How do you see it in the kind of longer term, do you see it as a moment of agony and a moment of difficulties which will pass? Or do you think that it delays the development or even maybe stops the development of art anyway?
No, I think it is a moment and I think as with all countries, all human societies, all of them have gone through crises, and in every crisis there are some artists that draw strength from that and who produce, and the whole character of the work can change, but it is certainly not going to stop.

And I think being cut off from the huge commercial world of art is not really a bad thing because the artists will produce their own styles, their own thoughts and so on. I mean it has its positive and its negative side, but I think it is just a moment and I think that human beings are creative, they are expressive, and they will be wherever they are and in whatever situations there are. I think Helen Lieros always said that in fact artists need to have huge obstacles to fight against and once you have to fight you are sure you want to be an artist and you will go and express yourself in a particular way no matter what. So in fact it can be a really strengthening experience to go through.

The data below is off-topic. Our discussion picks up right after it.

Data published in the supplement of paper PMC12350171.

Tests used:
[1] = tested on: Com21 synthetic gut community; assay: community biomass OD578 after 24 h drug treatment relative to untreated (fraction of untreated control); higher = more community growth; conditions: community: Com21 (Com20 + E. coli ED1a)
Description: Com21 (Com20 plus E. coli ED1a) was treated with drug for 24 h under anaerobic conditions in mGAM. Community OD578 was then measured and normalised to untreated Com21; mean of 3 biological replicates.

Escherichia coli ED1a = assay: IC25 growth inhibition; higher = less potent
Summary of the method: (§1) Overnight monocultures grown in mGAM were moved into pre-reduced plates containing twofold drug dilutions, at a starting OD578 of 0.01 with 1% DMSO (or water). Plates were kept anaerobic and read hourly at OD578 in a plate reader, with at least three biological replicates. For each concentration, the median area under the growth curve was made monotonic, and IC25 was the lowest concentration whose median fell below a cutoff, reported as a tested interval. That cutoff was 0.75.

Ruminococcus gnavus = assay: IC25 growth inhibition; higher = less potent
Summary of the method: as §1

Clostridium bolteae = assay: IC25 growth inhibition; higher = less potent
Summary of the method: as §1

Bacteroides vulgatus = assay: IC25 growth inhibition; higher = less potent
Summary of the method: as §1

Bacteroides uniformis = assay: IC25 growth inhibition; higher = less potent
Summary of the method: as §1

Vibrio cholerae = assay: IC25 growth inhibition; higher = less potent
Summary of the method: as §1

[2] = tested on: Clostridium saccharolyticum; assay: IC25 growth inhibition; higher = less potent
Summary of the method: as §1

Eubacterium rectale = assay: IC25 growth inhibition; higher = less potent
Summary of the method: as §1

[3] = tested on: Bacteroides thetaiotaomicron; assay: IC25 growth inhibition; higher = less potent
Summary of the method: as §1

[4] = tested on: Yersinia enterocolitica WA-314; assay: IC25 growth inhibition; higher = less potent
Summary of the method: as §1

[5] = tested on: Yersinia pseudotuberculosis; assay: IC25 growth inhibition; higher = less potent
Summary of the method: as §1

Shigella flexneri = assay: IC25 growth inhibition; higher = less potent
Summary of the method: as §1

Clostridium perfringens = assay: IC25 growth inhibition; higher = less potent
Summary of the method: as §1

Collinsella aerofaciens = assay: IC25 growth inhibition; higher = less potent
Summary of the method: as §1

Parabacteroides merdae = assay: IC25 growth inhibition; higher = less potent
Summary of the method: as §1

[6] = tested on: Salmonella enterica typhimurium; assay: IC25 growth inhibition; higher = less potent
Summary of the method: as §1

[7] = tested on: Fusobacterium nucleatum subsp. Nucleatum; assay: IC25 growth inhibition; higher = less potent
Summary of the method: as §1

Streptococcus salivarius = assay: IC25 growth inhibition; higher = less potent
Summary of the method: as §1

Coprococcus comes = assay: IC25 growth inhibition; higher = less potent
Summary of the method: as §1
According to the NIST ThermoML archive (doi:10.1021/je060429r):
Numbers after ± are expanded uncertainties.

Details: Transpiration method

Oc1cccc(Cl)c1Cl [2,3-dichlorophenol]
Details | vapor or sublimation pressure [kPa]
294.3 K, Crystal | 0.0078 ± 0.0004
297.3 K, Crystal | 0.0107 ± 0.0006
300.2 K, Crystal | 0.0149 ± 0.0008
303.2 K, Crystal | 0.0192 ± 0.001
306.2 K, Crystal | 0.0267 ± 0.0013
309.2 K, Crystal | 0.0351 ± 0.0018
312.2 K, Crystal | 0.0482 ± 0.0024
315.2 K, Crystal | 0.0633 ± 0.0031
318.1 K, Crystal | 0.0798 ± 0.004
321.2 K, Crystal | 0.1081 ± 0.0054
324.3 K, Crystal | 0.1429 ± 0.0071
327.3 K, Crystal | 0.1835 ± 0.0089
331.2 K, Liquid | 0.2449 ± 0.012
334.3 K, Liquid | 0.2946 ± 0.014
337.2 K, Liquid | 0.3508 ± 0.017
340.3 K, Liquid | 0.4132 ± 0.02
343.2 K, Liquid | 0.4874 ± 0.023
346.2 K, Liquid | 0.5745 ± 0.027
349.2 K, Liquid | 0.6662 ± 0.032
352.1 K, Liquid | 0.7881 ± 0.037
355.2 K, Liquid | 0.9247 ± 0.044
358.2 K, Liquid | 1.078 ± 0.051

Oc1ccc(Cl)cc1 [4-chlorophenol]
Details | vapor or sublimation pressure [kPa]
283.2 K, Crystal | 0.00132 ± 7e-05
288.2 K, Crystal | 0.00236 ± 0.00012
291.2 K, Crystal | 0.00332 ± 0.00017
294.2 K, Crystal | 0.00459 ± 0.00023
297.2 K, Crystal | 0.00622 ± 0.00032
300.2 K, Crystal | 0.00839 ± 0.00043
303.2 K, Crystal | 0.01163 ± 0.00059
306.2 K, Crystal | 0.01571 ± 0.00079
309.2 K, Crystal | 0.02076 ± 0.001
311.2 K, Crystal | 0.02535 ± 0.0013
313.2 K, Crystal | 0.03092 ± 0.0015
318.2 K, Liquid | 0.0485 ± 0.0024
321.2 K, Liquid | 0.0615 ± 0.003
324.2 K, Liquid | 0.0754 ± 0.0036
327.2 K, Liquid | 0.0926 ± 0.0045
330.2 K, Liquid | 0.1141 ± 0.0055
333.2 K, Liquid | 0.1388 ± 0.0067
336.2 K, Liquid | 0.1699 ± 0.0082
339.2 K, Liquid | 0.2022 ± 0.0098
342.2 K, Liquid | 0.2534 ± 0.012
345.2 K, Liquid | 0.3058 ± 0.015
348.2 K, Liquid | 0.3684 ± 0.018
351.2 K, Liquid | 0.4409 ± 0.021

I think all artists are affected by their context. And it is appalling what is going on but certainly in the literary field, in journalism, I think the crisis has pushed people in a way to actually confront themselves and what they want to say and what they believe in, and it is made some of the artists more clear about the role of art. I think it is very difficult to carry on painting pleasant scenes to hang on a wall in this situation, so perhaps it is radicalised the art.